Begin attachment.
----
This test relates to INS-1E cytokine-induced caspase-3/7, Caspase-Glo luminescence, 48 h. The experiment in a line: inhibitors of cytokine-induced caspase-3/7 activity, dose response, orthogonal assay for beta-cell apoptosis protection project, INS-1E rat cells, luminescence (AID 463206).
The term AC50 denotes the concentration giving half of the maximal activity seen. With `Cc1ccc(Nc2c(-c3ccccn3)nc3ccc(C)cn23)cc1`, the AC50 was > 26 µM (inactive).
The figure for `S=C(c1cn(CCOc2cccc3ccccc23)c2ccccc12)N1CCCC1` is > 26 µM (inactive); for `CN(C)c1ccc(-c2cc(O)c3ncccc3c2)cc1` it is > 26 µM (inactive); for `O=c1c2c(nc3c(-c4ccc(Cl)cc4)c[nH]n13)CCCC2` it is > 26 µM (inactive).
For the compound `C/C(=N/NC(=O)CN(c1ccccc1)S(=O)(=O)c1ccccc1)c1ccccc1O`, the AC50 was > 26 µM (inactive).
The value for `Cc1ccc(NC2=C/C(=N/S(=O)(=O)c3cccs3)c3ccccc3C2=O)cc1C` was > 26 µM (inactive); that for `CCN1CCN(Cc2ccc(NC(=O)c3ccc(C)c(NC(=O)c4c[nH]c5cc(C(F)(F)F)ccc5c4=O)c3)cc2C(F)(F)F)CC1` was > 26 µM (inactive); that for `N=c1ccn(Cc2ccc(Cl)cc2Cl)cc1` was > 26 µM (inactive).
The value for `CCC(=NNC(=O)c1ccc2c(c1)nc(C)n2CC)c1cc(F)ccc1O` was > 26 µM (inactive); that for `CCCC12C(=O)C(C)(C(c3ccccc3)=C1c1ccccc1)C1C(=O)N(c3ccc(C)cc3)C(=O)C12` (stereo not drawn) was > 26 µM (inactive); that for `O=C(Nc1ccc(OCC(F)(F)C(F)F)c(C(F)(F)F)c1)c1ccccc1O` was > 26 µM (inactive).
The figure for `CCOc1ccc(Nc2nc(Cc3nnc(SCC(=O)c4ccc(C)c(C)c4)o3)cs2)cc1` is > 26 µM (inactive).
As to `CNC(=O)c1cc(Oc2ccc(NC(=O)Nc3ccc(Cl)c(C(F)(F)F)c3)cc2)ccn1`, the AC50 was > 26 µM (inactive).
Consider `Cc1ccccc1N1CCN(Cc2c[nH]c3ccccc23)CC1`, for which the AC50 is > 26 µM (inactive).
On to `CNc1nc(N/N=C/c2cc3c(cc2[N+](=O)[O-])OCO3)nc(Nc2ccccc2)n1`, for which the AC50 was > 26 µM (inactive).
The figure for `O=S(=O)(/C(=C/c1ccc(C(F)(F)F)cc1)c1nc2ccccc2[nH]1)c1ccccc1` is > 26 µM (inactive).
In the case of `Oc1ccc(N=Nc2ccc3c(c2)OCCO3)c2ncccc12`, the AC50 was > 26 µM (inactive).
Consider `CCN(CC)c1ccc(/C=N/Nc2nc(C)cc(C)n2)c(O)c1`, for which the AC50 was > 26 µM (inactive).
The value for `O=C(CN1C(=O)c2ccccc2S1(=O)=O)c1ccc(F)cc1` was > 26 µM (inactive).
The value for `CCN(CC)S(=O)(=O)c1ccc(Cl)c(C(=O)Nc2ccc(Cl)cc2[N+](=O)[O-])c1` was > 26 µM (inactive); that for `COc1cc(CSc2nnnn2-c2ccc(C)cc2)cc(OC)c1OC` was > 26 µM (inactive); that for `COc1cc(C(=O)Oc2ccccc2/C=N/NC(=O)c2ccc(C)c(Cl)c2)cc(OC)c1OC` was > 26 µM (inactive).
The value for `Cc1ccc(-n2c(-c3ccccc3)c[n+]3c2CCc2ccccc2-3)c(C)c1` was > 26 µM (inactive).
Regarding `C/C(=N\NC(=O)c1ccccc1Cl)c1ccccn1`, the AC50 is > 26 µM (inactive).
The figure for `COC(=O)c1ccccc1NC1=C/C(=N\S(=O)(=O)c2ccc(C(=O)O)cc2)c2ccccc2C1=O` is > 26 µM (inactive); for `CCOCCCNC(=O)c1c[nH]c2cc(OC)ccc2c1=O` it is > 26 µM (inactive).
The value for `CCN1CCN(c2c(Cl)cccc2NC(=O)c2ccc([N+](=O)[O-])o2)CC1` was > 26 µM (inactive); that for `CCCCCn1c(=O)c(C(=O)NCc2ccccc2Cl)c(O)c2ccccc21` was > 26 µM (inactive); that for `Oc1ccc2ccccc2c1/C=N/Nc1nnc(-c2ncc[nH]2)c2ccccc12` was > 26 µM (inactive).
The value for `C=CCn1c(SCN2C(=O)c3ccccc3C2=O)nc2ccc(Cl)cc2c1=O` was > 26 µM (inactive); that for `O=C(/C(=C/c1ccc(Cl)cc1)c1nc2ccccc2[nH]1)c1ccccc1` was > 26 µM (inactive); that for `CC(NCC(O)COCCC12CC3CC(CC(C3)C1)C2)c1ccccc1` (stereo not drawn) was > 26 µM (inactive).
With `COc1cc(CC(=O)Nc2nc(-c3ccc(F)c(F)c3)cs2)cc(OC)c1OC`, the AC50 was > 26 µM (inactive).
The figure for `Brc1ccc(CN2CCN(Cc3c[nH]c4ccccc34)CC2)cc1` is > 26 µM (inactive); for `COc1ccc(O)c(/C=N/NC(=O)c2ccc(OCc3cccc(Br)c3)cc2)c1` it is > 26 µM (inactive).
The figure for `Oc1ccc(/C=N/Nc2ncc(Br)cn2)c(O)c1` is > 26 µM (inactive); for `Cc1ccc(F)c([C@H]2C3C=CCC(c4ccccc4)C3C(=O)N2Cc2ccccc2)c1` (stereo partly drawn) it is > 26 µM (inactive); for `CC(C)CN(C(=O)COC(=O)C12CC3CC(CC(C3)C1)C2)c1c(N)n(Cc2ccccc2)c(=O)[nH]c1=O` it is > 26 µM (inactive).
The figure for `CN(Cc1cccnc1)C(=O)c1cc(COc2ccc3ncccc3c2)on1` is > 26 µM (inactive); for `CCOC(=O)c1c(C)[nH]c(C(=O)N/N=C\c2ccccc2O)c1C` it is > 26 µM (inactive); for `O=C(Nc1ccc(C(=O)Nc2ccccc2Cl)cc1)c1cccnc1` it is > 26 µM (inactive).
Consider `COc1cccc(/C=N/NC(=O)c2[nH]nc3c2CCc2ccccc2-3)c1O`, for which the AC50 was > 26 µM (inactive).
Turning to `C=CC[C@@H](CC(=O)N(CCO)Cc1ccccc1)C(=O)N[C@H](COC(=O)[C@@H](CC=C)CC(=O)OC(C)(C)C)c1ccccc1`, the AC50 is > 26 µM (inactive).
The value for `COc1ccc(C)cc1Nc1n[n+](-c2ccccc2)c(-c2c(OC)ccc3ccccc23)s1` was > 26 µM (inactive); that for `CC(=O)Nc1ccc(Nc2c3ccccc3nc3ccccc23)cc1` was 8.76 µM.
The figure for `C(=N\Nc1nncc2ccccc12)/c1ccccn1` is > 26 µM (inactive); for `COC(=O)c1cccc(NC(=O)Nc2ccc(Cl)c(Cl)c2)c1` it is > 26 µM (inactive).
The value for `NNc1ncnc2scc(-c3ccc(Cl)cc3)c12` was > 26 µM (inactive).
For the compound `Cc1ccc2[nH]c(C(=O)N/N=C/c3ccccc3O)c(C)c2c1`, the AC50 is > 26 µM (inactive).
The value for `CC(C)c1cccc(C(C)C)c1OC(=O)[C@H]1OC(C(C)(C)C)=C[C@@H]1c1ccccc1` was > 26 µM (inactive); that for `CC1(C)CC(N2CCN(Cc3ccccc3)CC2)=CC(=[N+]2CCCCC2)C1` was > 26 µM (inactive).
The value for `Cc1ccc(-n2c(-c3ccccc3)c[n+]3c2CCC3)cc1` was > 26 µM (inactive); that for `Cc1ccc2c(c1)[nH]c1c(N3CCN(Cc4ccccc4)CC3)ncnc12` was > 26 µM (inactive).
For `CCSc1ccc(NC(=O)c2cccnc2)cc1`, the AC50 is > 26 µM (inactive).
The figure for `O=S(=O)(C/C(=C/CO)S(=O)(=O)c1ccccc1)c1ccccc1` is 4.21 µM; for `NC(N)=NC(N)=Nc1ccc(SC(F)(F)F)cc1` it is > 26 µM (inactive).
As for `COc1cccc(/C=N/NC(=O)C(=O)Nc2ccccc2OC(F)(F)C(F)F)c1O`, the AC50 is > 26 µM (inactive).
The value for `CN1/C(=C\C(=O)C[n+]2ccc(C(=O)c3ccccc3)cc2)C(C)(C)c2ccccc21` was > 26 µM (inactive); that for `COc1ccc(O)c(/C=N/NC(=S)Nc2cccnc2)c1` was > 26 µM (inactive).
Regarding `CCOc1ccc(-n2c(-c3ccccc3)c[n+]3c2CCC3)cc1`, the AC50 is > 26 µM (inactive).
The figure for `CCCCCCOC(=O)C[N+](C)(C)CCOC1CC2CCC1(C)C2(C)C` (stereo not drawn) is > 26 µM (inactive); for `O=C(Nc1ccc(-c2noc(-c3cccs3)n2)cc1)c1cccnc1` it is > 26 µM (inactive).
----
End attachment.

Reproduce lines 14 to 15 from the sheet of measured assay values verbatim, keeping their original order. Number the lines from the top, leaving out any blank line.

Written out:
The value for `O=C(CN1C(=O)c2ccccc2S1(=O)=O)c1ccc(F)cc1` was > 26 µM (inactive).
The value for `CCN(CC)S(=O)(=O)c1ccc(Cl)c(C(=O)Nc2ccc(Cl)cc2[N+](=O)[O-])c1` was > 26 µM (inactive); that for `COc1cc(CSc2nnnn2-c2ccc(C)cc2)cc(OC)c1OC` was > 26 µM (inactive); that for `COc1cc(C(=O)Oc2ccccc2/C=N/NC(=O)c2ccc(C)c(Cl)c2)cc(OC)c1OC` was > 26 µM (inactive).